Serological testing simply permits antibodies and known antigens that are added to it to interact and for that interaction to be visualized in some way. This demonstrates the presence of the antibody, which would only be there because the individual was exposed to the antigen. Antibodies directed against a certain etiologic agent almost always react with, and only with, that one agent. Thus, antibody-antigen reactions are described as having high degree specificity.
It is easy to reverse the procedure by taking known antibodies to react with and identify unknown microbes. Because of the specificity of antibody-antigen reaction; such procedure can identify the unknown organism. This provides rapid diagnostic information to the physician, who can then initiate appropriate antibiotic therapy. One procedure tests serum for the presence of antibody against a known disease. The other two to identify unknown microbes by seeing if it will interact with a known antibody. These tests are selected to enable the student to understand very basic aspect of serology.
In the latex agglutination technique, the group-specific antigen is enzymatically extracted from the cell walls of isolated colonies or pure cultures of streptococci. Antigen in the enzyme extract is identified using latex particles conjugated to group-specific antisera. Visible clumping, that is agglutination, will form in the specific latex particle suspension that reacts with the specific extracted antigen. Conversely, the latex remains in suspension if the antigen is not present in the enzyme extract. Clinically, this serological test will be used on bacteria, which have been identified as Gram positive, betahemolytic, and catalase negative cocci, and are presumed to be streptococci.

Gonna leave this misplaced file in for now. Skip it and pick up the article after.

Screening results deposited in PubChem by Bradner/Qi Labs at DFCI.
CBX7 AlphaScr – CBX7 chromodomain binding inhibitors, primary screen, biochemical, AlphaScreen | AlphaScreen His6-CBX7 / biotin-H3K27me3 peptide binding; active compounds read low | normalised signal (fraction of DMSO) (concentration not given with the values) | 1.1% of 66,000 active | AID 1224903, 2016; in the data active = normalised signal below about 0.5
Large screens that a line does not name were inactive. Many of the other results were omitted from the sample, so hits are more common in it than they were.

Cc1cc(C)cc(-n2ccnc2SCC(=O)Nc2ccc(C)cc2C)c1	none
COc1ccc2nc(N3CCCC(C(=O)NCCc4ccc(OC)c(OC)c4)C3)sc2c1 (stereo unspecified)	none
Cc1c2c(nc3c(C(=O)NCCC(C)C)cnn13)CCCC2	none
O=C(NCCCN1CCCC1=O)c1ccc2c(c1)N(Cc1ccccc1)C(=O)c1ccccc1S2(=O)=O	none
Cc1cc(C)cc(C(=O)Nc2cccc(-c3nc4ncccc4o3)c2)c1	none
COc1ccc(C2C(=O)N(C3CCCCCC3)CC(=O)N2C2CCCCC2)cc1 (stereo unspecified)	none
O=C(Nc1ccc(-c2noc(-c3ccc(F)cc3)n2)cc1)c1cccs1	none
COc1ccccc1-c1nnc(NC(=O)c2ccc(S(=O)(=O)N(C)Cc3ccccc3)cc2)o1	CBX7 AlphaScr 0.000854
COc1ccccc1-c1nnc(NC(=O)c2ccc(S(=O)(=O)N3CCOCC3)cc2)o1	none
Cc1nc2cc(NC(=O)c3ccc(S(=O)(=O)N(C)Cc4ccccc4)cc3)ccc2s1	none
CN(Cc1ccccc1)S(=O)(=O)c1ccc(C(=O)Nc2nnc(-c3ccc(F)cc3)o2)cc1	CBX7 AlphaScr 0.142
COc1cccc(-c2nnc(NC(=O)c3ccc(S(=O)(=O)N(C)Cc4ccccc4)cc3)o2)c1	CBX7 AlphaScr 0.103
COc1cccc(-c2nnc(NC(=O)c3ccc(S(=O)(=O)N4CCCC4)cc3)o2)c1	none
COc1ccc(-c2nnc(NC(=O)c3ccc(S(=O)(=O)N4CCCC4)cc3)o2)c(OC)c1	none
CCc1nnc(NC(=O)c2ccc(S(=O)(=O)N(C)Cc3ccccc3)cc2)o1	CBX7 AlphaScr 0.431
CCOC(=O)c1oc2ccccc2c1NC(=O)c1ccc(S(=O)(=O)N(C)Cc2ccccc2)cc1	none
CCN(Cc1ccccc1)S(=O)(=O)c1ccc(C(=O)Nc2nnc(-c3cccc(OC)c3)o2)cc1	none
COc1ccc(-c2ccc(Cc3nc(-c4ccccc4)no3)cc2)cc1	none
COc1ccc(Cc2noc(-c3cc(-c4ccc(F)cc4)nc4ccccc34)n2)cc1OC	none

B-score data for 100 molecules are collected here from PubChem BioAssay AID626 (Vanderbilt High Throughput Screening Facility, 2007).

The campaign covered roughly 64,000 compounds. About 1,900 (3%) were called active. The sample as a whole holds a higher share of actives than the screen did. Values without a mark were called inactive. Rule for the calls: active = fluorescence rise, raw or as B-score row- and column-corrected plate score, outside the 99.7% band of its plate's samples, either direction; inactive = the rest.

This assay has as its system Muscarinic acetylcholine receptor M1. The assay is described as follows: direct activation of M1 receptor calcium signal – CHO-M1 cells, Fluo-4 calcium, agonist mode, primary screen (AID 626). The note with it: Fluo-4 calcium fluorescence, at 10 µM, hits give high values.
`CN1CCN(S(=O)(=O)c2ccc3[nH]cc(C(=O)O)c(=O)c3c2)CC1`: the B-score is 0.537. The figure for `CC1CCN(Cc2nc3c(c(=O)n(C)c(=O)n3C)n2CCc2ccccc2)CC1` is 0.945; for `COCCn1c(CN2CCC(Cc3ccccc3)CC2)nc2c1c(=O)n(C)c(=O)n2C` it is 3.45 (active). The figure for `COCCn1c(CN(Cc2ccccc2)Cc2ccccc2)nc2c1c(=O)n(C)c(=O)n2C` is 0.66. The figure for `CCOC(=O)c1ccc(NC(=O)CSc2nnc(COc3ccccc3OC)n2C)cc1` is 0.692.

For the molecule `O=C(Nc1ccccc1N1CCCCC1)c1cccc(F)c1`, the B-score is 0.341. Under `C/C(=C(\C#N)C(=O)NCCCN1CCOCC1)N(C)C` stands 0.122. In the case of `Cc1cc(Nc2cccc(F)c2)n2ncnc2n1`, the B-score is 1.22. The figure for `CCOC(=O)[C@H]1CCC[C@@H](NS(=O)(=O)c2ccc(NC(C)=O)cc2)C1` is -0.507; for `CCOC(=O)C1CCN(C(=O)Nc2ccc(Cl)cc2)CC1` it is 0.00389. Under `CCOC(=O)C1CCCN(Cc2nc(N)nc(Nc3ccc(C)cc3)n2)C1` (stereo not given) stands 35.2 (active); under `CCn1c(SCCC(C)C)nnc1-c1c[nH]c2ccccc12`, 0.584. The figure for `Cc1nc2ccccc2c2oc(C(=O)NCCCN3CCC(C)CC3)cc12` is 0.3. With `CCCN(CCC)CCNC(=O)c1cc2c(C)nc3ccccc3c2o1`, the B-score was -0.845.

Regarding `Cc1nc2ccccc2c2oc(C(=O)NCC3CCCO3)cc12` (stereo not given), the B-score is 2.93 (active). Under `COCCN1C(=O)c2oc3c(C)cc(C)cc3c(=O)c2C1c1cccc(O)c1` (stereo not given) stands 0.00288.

Febrile antigens generally refer to microbes, which cause fever in the host. Brucella species are examples of microbes that possess such a febrile antigen. Febrile antigens have been demonstrated by agglutination test. The visible agglutination seen is due to specific antibodies interacting with several different epitopes of the antigen. Blood typing also makes use of an agglutination technique. The presence of a significant concentration of antibodies to this antigen indicates at least exposure to these microbes.
Agglutination reaction is a reaction of antibodies with antigens that results in agglutination, the clumping together of cells or other large particles.